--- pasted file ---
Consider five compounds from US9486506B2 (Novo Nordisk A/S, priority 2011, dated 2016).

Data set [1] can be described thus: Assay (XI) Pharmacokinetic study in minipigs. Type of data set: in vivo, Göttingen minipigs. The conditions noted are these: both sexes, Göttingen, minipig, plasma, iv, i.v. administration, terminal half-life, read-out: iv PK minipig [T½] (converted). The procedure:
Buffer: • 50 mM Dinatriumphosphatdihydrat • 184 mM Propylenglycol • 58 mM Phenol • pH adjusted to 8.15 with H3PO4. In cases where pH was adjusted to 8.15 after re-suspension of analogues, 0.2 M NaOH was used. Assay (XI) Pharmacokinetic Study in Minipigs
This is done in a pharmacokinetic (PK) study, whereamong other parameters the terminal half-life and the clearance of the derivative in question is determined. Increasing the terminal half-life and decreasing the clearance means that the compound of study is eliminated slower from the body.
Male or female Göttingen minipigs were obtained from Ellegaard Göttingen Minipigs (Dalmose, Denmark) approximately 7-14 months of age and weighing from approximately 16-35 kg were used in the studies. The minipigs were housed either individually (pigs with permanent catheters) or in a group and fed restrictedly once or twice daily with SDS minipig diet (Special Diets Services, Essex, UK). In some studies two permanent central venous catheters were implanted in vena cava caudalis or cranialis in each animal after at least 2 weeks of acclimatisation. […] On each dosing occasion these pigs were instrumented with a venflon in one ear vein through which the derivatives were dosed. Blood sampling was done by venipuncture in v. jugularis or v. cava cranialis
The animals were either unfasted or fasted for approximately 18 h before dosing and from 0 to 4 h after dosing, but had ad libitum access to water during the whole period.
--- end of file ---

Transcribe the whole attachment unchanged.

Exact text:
Consider five compounds from US9486506B2 (Novo Nordisk A/S, priority 2011, dated 2016).

Data set [1] can be described thus: Assay (XI) Pharmacokinetic study in minipigs. Type of data set: in vivo, Göttingen minipigs. The conditions noted are these: both sexes, Göttingen, minipig, plasma, iv, i.v. administration, terminal half-life, read-out: iv PK minipig [T½] (converted). The procedure:
Buffer: • 50 mM Dinatriumphosphatdihydrat • 184 mM Propylenglycol • 58 mM Phenol • pH adjusted to 8.15 with H3PO4. In cases where pH was adjusted to 8.15 after re-suspension of analogues, 0.2 M NaOH was used. Assay (XI) Pharmacokinetic Study in Minipigs
This is done in a pharmacokinetic (PK) study, whereamong other parameters the terminal half-life and the clearance of the derivative in question is determined. Increasing the terminal half-life and decreasing the clearance means that the compound of study is eliminated slower from the body.
Male or female Göttingen minipigs were obtained from Ellegaard Göttingen Minipigs (Dalmose, Denmark) approximately 7-14 months of age and weighing from approximately 16-35 kg were used in the studies. The minipigs were housed either individually (pigs with permanent catheters) or in a group and fed restrictedly once or twice daily with SDS minipig diet (Special Diets Services, Essex, UK). In some studies two permanent central venous catheters were implanted in vena cava caudalis or cranialis in each animal after at least 2 weeks of acclimatisation. […] On each dosing occasion these pigs were instrumented with a venflon in one ear vein through which the derivatives were dosed. Blood sampling was done by venipuncture in v. jugularis or v. cava cranialis
The animals were either unfasted or fasted for approximately 18 h before dosing and from 0 to 4 h after dosing, but had ad libitum access to water during the whole period.